I really enjoyed In Defence of Food by Michael Pollan, so was excited to have the opportunity to review Pollan’s latest offering, Cooked. I wasn’t disappointed.
Cooked explores how humankind has turned raw materials – animals, plants and their seeds – into food that is more nourishing than the original form, through the mechanisms of the elements of earth, air, fire and water. Pollan posits that the story of applying these elements to our food is the story of the evolution of human culture – and that we’ve now gone so far by outsourcing so much of our food preparation to corporations, that we’re at risk of going backwards.
Continuing in the vein of In Defence of Food, where Pollan asked the reader to eat food rather than food-like substances, Pollan puts forward a case for getting back to basics and cooking from scratch. If you care about food and where it comes from, it’s a compelling message.
For me the highlight was the quarter of the book that is devoted to the element of air; it’s really about how bread is made, and has resulted in my purchase of stoneground flour (much more nutritious than standard milling, according to Pollan) and having a go at making my own sourdough starter with just flour and water and whatever wild yeasts the air delivers. I’m a confident bread maker but have always used commercial yeast, something I’m less keen on doing after reading Cooked.
When making bread without commercial yeast success is definitely not guaranteed, and a lot of love goes into the loaf. My first loaf is baking in the oven as I write and after more than a week of nurturing the starter and 24 hours of raising and proofing, it smells better than any loaf I’ve made before. Even if this loaf doesn’t work I’ll persevere, I’m reluctant to buy a plastic-wrapped loaf again.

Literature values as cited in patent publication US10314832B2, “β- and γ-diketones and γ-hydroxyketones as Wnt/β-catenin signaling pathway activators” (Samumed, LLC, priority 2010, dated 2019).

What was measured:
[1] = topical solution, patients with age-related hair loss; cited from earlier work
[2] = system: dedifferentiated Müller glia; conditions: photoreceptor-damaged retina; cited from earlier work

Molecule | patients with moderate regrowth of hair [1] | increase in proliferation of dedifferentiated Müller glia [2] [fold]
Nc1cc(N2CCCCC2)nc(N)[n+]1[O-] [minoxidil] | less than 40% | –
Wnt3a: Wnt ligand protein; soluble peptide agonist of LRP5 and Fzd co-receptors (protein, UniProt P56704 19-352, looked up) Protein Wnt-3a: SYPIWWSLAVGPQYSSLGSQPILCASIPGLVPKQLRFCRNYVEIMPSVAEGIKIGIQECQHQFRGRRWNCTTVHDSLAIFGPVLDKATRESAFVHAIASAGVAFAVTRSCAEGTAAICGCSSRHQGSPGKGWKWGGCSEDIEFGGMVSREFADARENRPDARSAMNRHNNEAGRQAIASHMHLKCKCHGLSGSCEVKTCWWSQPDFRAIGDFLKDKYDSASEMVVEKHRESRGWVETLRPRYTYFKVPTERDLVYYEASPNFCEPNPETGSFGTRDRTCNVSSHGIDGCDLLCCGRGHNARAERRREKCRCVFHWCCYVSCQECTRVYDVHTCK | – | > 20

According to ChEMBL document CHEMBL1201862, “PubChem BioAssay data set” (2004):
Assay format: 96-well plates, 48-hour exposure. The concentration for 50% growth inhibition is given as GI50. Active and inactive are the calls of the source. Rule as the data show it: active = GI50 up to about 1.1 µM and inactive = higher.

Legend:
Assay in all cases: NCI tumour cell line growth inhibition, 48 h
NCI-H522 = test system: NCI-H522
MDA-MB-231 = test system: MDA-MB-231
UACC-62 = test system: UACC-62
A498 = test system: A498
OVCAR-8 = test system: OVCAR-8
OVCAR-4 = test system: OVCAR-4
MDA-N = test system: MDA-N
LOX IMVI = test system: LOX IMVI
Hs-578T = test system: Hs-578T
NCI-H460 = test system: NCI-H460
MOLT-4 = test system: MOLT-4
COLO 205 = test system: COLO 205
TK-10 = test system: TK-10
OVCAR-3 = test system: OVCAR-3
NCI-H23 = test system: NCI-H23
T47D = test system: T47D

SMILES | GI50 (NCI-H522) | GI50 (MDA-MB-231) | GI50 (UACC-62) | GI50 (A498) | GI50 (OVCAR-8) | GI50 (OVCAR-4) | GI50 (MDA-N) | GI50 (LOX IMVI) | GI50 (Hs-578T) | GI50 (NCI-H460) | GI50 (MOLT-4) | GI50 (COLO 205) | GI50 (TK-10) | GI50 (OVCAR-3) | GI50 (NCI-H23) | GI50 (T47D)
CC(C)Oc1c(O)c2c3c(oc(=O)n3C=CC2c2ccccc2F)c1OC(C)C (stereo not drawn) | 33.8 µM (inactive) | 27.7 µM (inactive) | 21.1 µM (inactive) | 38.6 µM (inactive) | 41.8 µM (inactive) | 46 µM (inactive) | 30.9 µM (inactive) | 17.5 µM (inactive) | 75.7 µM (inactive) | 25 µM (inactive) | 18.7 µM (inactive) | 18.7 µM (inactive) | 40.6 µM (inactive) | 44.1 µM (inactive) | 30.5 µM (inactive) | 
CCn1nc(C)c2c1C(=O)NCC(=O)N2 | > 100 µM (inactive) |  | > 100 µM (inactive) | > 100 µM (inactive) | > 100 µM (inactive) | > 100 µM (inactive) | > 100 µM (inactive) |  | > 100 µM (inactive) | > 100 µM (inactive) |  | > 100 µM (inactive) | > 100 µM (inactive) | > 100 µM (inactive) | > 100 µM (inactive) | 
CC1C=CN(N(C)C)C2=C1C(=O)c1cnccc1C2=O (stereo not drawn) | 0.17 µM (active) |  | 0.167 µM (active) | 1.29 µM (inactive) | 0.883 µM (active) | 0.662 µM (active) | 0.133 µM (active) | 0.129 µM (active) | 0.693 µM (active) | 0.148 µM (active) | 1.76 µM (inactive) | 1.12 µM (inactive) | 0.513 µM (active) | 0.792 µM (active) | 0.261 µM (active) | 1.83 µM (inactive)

As part of Pollan’s exploration of the four elements, he met expert practitioners working with each medium – these recounts were entertaining and thought provoking (and, in the case of the large scale bread manufacturer, a bit disturbing), and made a nice counterpoint for Pollan’s references to current research and his experiments in his own kitchen.
Food Channel junkies will get a kick out of the fire section, as it deals with “proper” Southern US barbeque, and anti-bacterial product manufacturers will not be adding Pollan to their Christmas card lists after reading the earth quarter. And the section on water, which is about long, slow cooking, is mouth-watering as we head into a New Zealand winter.
This is an extremely well-researched and hopefully provocative book. If you’re someone who loves good food and want to know more about it, I recommend you read it.
P.S. My loaf of bread didn’t rise as much as I hoped, but it was absolutely delicious!
Reviewed by Rachel Moore
by Michael Pollan
Published by Allen Lane